Bet You Can't Eat Just One: Michael Moss On The Fast Food Wager You'll Lose
The potato chip epitomizes what Moss describes as the "holy trinity" of junk food ingredients. These crunchy snacks are soaked in salt, sugar, and fat—and food manufacturers have engineered them to contain the perfect ratio of these three substances in order to maximize crave-ability. Our urge to shovel an entire bag of chips into our mouths in a single sitting goes beyond the ingredients list, too. As Moss says, the shape, crunch-factor, and ease of which we move the food from hand to mouth all contribute to over-consumption. Scarier still, products that dissolve in your mouth send a trigger to your brain that the caloric intake of that product has dissolved as well. Food scientists call these "vanishing caloric density" products. And, sadly, they do still contribute to your caloric intake for the day—despite your brain being tricked into thinking otherwise.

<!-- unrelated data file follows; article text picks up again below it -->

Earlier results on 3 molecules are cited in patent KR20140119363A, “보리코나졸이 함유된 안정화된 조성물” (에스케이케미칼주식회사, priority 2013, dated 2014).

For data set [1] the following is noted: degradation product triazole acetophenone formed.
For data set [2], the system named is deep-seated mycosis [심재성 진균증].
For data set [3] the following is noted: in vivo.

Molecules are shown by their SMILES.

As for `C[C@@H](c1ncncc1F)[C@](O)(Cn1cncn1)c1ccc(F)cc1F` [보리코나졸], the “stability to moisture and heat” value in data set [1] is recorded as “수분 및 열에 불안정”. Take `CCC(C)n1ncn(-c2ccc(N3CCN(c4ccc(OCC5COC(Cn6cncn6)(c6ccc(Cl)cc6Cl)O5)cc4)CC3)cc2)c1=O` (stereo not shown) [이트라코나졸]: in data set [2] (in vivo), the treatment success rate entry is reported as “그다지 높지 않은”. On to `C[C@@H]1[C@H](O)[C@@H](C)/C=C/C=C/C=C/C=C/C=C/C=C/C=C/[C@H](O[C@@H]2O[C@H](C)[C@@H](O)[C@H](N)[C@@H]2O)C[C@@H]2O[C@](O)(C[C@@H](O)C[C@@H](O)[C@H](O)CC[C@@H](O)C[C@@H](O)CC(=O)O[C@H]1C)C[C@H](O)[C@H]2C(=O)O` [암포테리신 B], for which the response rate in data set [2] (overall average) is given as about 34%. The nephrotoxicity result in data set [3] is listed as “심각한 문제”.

Even admist findings like these, Moss is not explicitly anti-corporation. "I tend not to see the processed food industry as an 'evil empire' that sets out to make us intentionally obese or otherwise ill," Moss tells The Atlantic. "They can rightfully say that no single one of their products is responsible for the obesity [problem]—not even soda, not even potato chips." The problem, however, is that these companies are simply doing what companies are developed to do—turn a profit. Moss' intent with his book Salt Sugar Fat, his investigative reporting for The New York Times, and his eye-opening talks, is to educate the consumer on the foods they are eating. He provides an objective—and often startling—narrative about the food industry, explaining that knowledge is an empowering part of making healthier choices about the food that we eat every day.